connotations of education, geography, ideology, taste, and lifestyle—such that a millionaire investment banker who works for Goldman Sachs, went to Harvard, and reads the New York Times is an elitist but a billionaire CEO who grew up in Houston, went to a state university, and contributes to Republicans, is not.
Weisberg is amused by how John McCain handled NBC anchor Brian Williams’ 2008 campaign question, "Who is a member of the elite?" McCain replied, "I know where a lot of them live—in our nation's capital and New York City—the ones [Palin] never went to a cocktail party with in Georgetown—who think that they can dictate what they believe to America rather than let Americans decide for themselves."
Weisberg adds, “Thus did the son and grandson of admirals, a millionaire who couldn't remember how many houses he owned, accuse his mixed-race opponent, raised by a single-mother and only a few years past paying off his student loans, of being the real elite candidate in the campaign.”
Weisberg thinks it’s funny for a rich man to think he’s not in the elite. But to me, McCain is talking about today’s “power elite”, a group at the top who believe they have the right to rule over the rest of us. When McCain picked Sarah Palin as his vice president candidate, he said pretty clearly he didn’t buy the “elite should rule” idea. Maybe that helps explain why the elite then went crazy.
Looking further at McCain, Palin, and other Republican leaders, Weisberg refines his version of what Republicans call the elite:
➢ social snobbery. . . not based on family, ethnicity, or wealth, but rather on the status that in contemporary American society is largely conferred by academic institutions.
➢ someone who thinks the opinion of a minority should sometimes prevail over the opinion of a majority.
Of course, a Republican would say America’s elite doesn’t think ruling class opinion should prevail over the majority only “sometimes”—“sometimes” is for sure Weisberg’s very own modifier. Erase “sometimes,” and Weisberg is pretty much onto the Republican definition—“elite”: a well-credentialed group at the top reaching across government, academia, the media, non-profits, arts, entertainment, business and finance that believes it should rule because it is certifiably better than the rest of us.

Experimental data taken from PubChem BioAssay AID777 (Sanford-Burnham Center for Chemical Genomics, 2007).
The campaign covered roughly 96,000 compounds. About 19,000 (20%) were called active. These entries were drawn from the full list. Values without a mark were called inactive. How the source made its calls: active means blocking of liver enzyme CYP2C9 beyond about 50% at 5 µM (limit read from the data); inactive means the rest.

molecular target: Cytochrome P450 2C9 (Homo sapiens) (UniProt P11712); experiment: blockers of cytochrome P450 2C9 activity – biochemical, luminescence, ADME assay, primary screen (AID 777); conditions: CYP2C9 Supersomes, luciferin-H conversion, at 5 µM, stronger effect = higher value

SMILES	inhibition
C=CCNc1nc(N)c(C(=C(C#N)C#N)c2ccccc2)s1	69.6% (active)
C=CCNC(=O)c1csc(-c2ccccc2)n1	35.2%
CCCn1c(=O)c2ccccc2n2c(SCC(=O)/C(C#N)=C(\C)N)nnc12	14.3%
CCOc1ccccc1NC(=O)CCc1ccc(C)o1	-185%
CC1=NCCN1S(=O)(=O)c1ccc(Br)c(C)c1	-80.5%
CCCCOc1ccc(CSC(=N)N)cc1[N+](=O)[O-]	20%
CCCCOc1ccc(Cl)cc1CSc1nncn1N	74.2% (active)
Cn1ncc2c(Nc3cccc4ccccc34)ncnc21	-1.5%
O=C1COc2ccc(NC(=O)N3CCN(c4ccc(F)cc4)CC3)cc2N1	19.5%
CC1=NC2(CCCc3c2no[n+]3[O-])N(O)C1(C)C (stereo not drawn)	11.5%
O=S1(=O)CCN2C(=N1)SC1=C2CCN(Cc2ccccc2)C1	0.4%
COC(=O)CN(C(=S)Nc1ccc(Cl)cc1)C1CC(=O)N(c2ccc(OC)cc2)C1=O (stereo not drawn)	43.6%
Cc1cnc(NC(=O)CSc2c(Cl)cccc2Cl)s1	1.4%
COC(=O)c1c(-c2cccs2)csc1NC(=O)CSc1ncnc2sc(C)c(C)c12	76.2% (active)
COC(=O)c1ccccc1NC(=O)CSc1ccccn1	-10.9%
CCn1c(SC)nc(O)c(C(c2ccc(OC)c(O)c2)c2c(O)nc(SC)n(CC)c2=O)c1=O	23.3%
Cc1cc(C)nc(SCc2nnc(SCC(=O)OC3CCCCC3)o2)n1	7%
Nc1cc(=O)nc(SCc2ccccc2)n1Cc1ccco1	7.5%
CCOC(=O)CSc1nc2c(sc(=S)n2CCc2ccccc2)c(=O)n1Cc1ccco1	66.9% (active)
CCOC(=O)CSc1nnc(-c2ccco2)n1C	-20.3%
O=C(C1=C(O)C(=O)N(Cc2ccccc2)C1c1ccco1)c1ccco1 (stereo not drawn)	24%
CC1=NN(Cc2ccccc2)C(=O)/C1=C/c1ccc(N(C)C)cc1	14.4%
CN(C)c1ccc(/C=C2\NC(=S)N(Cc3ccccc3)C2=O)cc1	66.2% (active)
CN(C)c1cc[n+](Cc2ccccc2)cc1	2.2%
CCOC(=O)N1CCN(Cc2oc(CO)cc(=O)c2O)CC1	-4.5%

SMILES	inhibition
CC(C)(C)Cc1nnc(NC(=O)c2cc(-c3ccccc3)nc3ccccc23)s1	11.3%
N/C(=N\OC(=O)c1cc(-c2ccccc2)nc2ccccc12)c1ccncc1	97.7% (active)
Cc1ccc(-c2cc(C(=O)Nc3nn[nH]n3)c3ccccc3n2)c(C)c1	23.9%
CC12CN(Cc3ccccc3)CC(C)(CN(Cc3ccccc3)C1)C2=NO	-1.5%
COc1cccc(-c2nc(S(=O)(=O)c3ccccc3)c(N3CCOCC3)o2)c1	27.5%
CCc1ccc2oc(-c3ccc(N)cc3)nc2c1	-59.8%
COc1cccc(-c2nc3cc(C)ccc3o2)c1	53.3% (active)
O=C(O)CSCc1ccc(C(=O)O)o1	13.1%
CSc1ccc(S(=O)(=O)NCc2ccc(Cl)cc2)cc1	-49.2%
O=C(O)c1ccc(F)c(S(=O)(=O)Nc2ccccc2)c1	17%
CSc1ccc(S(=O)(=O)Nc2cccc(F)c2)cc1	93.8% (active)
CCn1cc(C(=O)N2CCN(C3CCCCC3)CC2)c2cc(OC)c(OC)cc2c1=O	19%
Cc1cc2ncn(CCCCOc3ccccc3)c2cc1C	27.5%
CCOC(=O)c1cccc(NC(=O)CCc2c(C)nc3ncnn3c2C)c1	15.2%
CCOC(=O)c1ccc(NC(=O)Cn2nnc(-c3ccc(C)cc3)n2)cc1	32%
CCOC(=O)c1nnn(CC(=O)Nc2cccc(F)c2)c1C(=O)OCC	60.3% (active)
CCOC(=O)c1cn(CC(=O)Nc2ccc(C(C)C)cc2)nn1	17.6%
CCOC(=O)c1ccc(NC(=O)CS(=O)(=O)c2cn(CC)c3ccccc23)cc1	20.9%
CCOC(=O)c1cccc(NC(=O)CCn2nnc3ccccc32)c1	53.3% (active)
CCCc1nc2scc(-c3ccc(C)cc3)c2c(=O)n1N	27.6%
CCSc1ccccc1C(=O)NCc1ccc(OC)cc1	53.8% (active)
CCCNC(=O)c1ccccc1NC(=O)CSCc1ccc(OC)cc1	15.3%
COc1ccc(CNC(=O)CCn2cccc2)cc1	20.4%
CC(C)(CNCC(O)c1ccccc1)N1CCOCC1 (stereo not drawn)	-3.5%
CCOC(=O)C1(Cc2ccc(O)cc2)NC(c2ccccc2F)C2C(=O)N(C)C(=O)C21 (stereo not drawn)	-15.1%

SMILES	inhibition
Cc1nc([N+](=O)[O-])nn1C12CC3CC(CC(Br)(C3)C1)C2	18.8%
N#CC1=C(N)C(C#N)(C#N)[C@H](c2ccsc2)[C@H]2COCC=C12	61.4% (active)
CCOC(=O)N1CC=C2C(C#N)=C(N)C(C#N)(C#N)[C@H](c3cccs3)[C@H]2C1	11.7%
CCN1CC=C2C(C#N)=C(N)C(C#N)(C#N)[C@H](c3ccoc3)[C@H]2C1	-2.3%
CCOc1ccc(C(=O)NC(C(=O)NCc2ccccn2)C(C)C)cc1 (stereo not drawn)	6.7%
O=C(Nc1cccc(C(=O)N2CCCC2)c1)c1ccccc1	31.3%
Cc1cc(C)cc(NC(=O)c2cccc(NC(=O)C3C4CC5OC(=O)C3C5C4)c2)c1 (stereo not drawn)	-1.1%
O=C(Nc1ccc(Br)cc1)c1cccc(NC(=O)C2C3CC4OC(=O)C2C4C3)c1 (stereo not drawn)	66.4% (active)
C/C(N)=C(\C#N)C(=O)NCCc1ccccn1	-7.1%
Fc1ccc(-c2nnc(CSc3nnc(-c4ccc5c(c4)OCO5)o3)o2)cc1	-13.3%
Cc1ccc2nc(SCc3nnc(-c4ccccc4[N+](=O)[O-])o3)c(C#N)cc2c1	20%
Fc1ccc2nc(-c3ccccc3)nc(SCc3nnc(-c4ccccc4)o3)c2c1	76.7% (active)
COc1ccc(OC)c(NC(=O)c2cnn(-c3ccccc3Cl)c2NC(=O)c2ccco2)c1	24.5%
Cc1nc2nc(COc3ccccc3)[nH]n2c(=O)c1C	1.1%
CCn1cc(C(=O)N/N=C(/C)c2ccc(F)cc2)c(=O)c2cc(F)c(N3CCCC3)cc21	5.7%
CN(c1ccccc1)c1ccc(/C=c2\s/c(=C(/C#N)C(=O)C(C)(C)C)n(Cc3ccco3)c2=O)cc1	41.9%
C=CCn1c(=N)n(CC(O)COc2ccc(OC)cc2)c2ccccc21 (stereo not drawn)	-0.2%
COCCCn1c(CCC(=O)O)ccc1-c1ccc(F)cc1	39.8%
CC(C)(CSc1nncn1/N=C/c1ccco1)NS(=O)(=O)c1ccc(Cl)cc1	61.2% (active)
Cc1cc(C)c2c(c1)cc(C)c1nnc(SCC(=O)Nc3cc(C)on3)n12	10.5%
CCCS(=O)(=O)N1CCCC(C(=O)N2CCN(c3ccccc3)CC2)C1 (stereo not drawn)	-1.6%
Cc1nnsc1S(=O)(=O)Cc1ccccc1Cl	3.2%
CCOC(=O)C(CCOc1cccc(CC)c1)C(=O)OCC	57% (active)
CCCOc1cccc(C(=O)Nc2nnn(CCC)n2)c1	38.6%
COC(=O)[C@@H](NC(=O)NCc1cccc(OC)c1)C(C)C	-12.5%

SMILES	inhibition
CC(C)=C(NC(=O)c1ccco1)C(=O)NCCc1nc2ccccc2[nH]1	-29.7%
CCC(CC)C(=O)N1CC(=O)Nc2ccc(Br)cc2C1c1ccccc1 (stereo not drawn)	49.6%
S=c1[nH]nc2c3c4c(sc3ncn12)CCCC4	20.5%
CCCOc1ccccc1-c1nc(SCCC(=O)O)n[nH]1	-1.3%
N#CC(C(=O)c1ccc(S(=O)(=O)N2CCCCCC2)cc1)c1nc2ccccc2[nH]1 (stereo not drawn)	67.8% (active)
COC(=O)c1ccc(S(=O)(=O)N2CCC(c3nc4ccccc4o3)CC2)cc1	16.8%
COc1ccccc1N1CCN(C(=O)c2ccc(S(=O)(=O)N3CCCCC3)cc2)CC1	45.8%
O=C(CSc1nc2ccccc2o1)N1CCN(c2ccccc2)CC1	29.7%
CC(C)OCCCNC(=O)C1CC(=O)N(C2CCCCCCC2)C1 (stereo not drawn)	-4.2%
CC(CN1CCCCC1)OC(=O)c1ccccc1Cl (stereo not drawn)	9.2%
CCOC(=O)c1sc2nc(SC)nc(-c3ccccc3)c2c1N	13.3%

Weisberg concedes the Republican definition of elite packs a political punch, admitting that when liberals act superior, that cuts against the American ideal of social equality. And Weisberg, by flatly describing America as “a meritocratic society,” makes the biggest concession of all to the Republican definition of elite—what else is our academically-credentialed elite but a “meritocracy”? Weisberg understands what’s wrong with an elite based on academics—it brings “an even worse sting than under an aristocratic or hereditary one, because those who are less successful can't blame outcomes on the arbitrariness of the system.”
In fact as his argument rolls along, Weisberg grows increasingly comfortable with being part of the elite Republicans oppose. He quotes ultra-Tory Edmund Burke’s defense of elite rule, his famous principle that elected legislators owe their constituents their best judgments; they cannot just be conduits for majority opinion. In the same vein, Weisberg defends expert rule and attacks popular referenda (“I'd rather have a nuclear-energy policy set by Nobel Laureate Steven Chu of Berkeley than by a plebiscite.” [emphasis added]). By the end, Weisberg writes he actually has no “problem” with the Republican definition of elite!!!
So what is Weisberg’s “problem”? He believes Republicans are just as willing as liberals to “adopt superior stances” or “tell people how to live their lives.” They insist “that gay people not be married, or that some go without health insurance, or that gas be lightly taxed.”
Is that it, really? It seems to me a majority of Americans favor the policies to which Weisberg and his elite object, and in a democracy, where the majority rules, that’s a pretty important difference.
In sum, Weisberg tells us:
Democrats are the party of the elite (and we’re lucky to have them).
Republicans are the party of the majority, unwashed as it may be.
An important admission indeed.